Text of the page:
Recently, the word subsampling has been used in connection with the estimation of quadratic variation of a latent price process subject to market microstructure noise, see Zhang, Mykland, and Aït-Sahalia (2005) and Barndor¤-Nielsen and Shephard (2007). The subsampling scheme in this setting is slightly di¤erent from the usual one and is perhaps better called ‘In…ll Price’subsampling. Zhang, Mykland, and Aït-Sahalia (2005) use this ‘In…ll Price’subsampling to de…ne a bias correction method that achieves consistent estimation. For these type of subsamples, equation (1) holds, so we explore the possibility of their use for inference. We show that ‘In…ll Price’ subsampling does not deliver consistent inference for the realisedvolatility, due to high correlation between subsamples. We recover consistency by modifying the ‘In…ll Price’ subsampling in ‘In…ll Returns’ subsampling. However, this method requires restrictive assumptions on the volatility path to achieve consistency. Finally, we propose ‘Subset Centered In…ll’subsampling, which does achieve the required consis- tency without any smoothness assumptions on the volatility path. It builds on the basic principles of Politis and Romano (1994), but uses a di¤erent centering for each subsample.
SV models can be estimated by quasi maximum likelihood methods but the main emphasis will be on methods for exact maximum likelihood using Monte Carlo importance sampling methods. The performance of the models is evaluated, both within sample and out-of-sample, for daily returns on the Standard & Poor's 100 index. Similar studies have been undertaken with GARCH models where ndings were initially mixed but recent research has indicated that implied volatility provides superior forecasts. We nd that implied volatility outperforms historical returns in-sample but that the latter contains incremental information in the form of stochastic shocks incorporated in the SVX models. The out-of-sample volatility forecasts are evaluated against daily squared returns and intradaily squared returns for forecasting horizons ranging from 1 to 10 days. For the daily squared returns we obtain mixed results, but when we use intradaily squared returns as a measure of realisedvolatility we nd that the SVX + model produces the most accurate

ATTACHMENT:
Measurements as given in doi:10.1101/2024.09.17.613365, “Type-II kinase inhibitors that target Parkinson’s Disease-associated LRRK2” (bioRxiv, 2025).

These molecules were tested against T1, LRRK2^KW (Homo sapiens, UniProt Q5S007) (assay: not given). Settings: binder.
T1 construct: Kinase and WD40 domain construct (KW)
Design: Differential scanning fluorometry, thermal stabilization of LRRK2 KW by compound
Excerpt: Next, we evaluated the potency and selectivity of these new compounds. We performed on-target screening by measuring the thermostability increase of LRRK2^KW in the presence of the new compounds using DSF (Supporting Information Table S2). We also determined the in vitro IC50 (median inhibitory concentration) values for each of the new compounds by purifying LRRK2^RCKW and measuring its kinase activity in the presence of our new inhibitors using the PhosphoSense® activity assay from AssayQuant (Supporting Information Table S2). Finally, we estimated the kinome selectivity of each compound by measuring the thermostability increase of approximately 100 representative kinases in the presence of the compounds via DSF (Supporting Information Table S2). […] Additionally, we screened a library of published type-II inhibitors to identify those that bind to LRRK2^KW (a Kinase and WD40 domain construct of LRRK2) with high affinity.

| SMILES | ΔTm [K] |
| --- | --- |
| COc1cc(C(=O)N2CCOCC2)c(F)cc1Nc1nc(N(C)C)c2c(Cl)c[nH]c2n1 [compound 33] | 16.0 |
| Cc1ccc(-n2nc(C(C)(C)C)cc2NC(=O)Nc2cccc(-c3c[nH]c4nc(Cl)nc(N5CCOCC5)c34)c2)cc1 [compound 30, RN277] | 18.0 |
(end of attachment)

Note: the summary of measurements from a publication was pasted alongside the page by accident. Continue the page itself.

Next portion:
In active markets characterised by a signiﬁcant increase in the proportion of utilitarian traders, liquidity appears to deteriorate, with larger transaction costs paid by participating banks against the background of lower total volume. Spreads also appear to increase when realisedvolatility is higher. We conjecture that, con- sistent with the literature, information asymmetry increases at the turn of the period, which results in wider spreads posted by market participants. Figure 6 ex- hibits the evolution of our liquidity measures over our stylised RMP. Quoted (i.e., EWQS and EWPQS) and eﬀective (i.e., EWES, EWPES, SWES and SWPES) spreads appear to increase towards the end of the RMP. Although those spreads exhibit little variation until the last MRO allotment of the period, transacting on the last days of the period eventually becomes more costly, with the last open day of the period being the most expensive day. Apart from a greater stability of ef- fective spreads during the non-last days, no signiﬁcant change is observed after 10 March 2004 (Figure 7). This analysis extends to traded spreads. However, after the implementation of the changes to the operational framework, traded spreads for buy and sell orders evolve in opposite directions on non-last days, before start- ing a common increase over the last days of the RMP. Over non-last days, traded spreads for buy orders broadly follow an inverted U-shaped path, while traded spreads for sell orders exhibit a regular U-shaped pattern. This picture is not aﬀected by the frequency of FTOs.
The Black-Scholes (BS) formula is widely used by traders because it is easy to use and understand. An important characteristicof the model is the assumption that the volatility of the underlying security is constant. However, practitioners have observed, especially after the crash of 1987, the so called volatility \smile" eect. Namely, options written on the same underlying asset usually trade, in Black-Scholes term, with dierent implied volatilities 3 . Deep-in-the-money
Columbia2000 pdf 1 Andrew Matytsin New York, 29 January 2000 (212) 648 0820 Perturbative Analysis of Volatility Smiles 2 This report represents only the personal opinions of the author and not those o[.]
In the past dozen years ARCH-models have become popular for modelling nancial time series since they are able to account for several empirical features like volatility clustering and leptokurtosis (fat tails) in the distribution of returns. While they dier substantially in their detailed expression, most ARCH-models involve a sequence of uncorrelated innovations whose
princeton dvi ?? Conclusions ? UVM ? New method for quantifying volatility risk in derivative market?making ? Extremal prices are computed using the non?linear BSB equation ? Non?linear PDE quanti?es[.]
SpSV ps Saddlepoint Approximations for Stochastic Volatility Models Michael Studer Dept Mathematik, ETH Z?urich, 8092 Z?urich, CH E mail studerm@math ethz ch It is well known that the saddlepoint appr[.]